interceptors. You can't get rid of it, once built.
    Gollop Chamber
    Prerequisites: Ethereal Device
    Build Time: 14 days.
    Costs: $200, 5 Power, 10x elerium, 10x alloys, 1x Ethereal Device, $100/month.
    This is the building you use to start the final mission and finish the game. It
    also gives a special psionic ability to one of your soldiers. It is the game
    ender, so you build it and use it when you are ready to be done.
    [4.0.0] Soldiers [4.0.0]
    Your soldiers are the backbone of your forces. They are the ones you send out
    on missions and the ones who have to worry about a Chryssalid making an
    amuse-bouche out of their fingers. As such you will spend a good deal of your
    time managing with them.
    [4.1.0] Soldier Stats [4.1.0]
    A soldier has 4 stats: HP, Will, Defense and Aim. On the soldier screen each
    stat is listed as the base number and then + a bonus number from gear.
    HP is hit points, as you might expect. When they reach zero, your soldier dies
    or is critically injured. Soldiers start out with 6/5/4/3 HP on
    Easy/Normal/Classic/Impossible and gain it as they level. Assault, Heavy and
    Support classes gain it every other level starting at Squaddie, Snipers every
    other level starting at Corporal. All armor also adds to your HP, how much
    depends on the type.
    Will is your ability to resist panic, resist psionic attacks, and to conduct
    psionic attacks. Rookies start with 40 and 200 seems to be the max, However it
    is rare to see even 100. Near as I can tell, all soldiers gain 2-6 per level
    plus 2-4 more if Iron Will has been purchased. Psi Armor and Mind Shields add
    to will.
    Defense is your ability to avoid incoming fire. It is 0 base in all cases,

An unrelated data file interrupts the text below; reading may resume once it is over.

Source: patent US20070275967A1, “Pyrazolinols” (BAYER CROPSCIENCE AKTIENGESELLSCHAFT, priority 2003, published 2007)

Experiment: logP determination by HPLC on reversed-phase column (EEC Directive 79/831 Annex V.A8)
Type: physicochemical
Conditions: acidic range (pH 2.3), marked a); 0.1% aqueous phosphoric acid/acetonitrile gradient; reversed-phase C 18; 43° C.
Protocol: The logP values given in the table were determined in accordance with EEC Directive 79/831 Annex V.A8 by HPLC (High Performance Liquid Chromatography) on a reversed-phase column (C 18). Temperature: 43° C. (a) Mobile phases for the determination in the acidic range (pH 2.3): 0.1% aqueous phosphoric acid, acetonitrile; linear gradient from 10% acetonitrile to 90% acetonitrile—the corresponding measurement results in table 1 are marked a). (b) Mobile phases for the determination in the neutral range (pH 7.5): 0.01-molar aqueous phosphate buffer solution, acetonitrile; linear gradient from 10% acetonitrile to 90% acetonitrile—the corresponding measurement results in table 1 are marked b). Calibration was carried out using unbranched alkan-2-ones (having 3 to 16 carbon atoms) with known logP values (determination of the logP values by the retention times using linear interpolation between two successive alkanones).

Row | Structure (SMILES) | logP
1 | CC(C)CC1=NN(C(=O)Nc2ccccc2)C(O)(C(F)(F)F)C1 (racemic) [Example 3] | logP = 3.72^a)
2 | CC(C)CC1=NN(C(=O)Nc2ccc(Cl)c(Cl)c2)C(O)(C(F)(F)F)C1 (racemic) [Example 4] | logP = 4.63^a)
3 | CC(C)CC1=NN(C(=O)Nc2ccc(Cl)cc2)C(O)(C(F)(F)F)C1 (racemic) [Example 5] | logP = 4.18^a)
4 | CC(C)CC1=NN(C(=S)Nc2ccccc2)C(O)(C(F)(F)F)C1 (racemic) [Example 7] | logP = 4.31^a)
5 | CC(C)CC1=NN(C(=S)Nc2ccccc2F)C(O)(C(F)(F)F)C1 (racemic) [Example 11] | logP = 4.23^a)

however some armors and items can add to it. Most defense comes from being in
    cover on a mission. Partial cover is 20 defense, full cover is 40 defense.
    Aim is your ability to hit targets. Rookies start with 65 and again 200 seems
    to be the max. As a practical matter, you don't tend to see over 105, and then
    only on snipers. How much you gain on level up depends on class. Snipers gain
    the most, from 3-10 per level, Heavies gain the least, 1-2 per level.
    [4.2.0] What Class Will My Soldier Be? [4.2.0]
    Something that perplexes many is how to choose or influence what class their
    soldier becomes. The bad news? You can't. It is completely random. When a
    solider is promoted from Rookie to Squaddie the game randomly chooses a class
    for them. Nothing you can do to change it. So if you don't get what you want,
    you have to go get another solider and try again. Rather annoying, but that is
    how it works at present.
    Mark adds "Save before killing the last alien on the early missions. When you
    get back to base and you don't like the class your rookie has taken, reload and
    kill the last alien again. You will be randomly given another class."
    [4.3.0] How Does Experience Work? [4.3.0]
    This is something I'm not 100% sure on, and so far examination of the game's
    resources hasn't helped. However play testing shows that kills are a sure-fire
    way to get experience. Non-lethal takedowns with the arc thrower do NOT get you
    any experience at all. It does not appear that simply going on a mission gets
    you any. I am unsure if other abilities get you any or not. Kills are, at this
    time, the main confirmed way to get experience. If anyone has different
    information, let me know.
    Examining the games files shows that the experience table is:
    Rookie: 0
    Squaddie: 90
    Corporal: 300
    Sergeant: 510
    Lieutenant: 745
    Captain: 1100
    Major: 1560
    Colonel: 2150
    However, without any context for what amount of experience you get per kill or
    the like, it isn't that useful. Basically, if you want a guaranteed way to rank
    soldiers up, have them kill aliens. It also appears now that they gain some XP
    simply by participating in a mission, but how much is unknown. You will
    sometimes see a soldier level, even though it didn't say so in the mission.
    Also note a soldier can get no more than one promotion per level. So once the
    game lets you know they've received a promotion, with a message and a + symbol
    over their rank icon, further kills won't rank them up more for that mission.
    Thus if you have a rookie along for training, don't put everyone at risk
    letting them get all the kills, just enough until they level up once and that